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New Zealand - Dunedin


Dunedin! It's impossible to imagine any city more remote from Scotland and yet, at the same time, so quintessentially Scottish. The architecture, the street names, the beautiful setting by the sea, the long blue arm of Otago Bay reaching up to the spectacular green hills that cradle the city: it's all so familiar to the eyes of a Scot. And no wonder. Dunedin proudly claims to be the the most Scottish city in New Zealand. It's very name is Gaelic for Edinburgh.

With the Otago Settlers Museum in Dunedin's Queen's Gardens, a very large room with great vaulted ceilings, is devoted entirely to the framed photographic portraits of the men and women who pioneered the city and its surrounding districts. Wonderful sepia-toned images line the walls from floor to ceiling, rank upon rank of stern, bearded men and their solemn, determined looking wives. There are the Scots who came in their thousands about the middle of the 19th century and who made Dunedin for many years, the biggest, wealthiest, most impressive city in New Zealand. Their influence, their work ethic, their values are still very much alive and well in the lovely, leafy university city today.

The first settlers, who arrived in 1848 after a cramped and tortuous passage aboard the John Wickliffe and the Philip Laing, were members of the newly formed Free Church of Scotland which was established after the great split with the Presbyterian Church. They came seeking freedom of worship in a land untouched by religious strife. They were led by two dynamic individuals, the Reverend Thomas Burns, a nephew of the poet, Robert Burns, and William Cargill, of the 74th Highlanders. In 1844, Burns wrote to Cargill: "If it shall be God's will that we shall succeed in establishing this colony, I persuade myself, with His blessing attending us, we may be instrumental in planting down in these favoured islands a well ordered, God-fearing community that may stand in these remote regions a sample of the Kingdom of Christ which like a light burning in a dark place, shall bear no indistinct testimony to the Truth".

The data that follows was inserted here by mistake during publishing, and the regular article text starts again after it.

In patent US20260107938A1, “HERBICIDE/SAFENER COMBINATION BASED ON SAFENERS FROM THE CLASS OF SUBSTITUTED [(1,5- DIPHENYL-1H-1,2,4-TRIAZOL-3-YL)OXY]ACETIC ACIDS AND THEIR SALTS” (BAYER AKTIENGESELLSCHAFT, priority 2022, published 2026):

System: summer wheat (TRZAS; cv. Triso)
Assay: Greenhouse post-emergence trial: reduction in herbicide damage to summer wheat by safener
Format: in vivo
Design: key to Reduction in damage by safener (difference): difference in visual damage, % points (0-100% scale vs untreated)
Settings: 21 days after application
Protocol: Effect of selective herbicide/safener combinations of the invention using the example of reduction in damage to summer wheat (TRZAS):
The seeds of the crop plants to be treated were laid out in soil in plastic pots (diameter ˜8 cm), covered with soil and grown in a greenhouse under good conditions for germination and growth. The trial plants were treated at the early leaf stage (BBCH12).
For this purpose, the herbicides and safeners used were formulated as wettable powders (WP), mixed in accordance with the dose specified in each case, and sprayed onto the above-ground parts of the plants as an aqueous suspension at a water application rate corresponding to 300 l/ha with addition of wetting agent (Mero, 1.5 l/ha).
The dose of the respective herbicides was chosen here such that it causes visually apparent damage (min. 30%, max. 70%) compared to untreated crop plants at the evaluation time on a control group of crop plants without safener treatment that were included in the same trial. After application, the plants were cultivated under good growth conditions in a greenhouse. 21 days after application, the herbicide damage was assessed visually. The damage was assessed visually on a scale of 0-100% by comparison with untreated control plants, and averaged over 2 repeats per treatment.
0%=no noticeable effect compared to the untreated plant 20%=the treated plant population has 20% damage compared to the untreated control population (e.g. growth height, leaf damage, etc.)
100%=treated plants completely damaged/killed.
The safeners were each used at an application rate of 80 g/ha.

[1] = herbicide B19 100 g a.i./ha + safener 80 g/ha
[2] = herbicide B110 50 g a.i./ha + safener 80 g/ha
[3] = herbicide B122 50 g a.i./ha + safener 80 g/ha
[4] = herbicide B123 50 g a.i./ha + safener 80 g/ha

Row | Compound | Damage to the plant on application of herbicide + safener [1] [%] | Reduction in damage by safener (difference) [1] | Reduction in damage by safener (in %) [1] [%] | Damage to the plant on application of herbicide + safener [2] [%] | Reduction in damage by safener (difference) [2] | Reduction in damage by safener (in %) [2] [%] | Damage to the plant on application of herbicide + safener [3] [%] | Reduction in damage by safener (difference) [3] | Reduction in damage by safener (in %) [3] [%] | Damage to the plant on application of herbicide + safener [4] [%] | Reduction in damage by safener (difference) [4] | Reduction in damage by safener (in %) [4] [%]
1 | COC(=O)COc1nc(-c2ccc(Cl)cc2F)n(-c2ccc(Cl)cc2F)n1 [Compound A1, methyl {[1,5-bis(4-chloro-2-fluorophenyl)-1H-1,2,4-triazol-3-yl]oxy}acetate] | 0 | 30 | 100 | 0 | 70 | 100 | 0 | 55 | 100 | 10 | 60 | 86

Many of the Scots who journeyed out with Burns and Cargill were stockholders in the New Zealand Company which had purchased title to the land around Otago Harbour from the Maori people who had lived there for thousands of years. For 13 years they had the place pretty much to themselves. But in 1861 all that was to change. Gold was discovered just 60 miles away and within months Dunedin was swamped by hundreds of thousands of get-rich-quick miners. The population doubled and, when more gold was discovered in 1862, even more rough and ready miners, many of them Australians, flooded in from across the Tasman. By 1871 Otago has a population of 70,000. Twenty three million pounds worth of gold was won from the Otago goldfields in the first tumultuous decade. A further 23,000 arrived with the stimulus to growth created by huge public works schemes. Streets were paved and lit and a town gas supply laid on. Grand Victorian buildings, most of which still stand, mirror the prosperity and confidence of the era. And, as befits the vision of Burns and Cargill, the most splendid of them all was the new Presbyterian First Church opened in 1873. Industrial and commercial enterprises flourished, the agricultural and pastoral sectors expanded and Dunedin's merchants and shipping agents imported raw materials and luxury items for the whole country.

Evidence of that great wealth is to be seen throughout the city today from the extraordinary grandeur of its Victorian railway station to the confident, solid, granite towers of Otago university.


 

 


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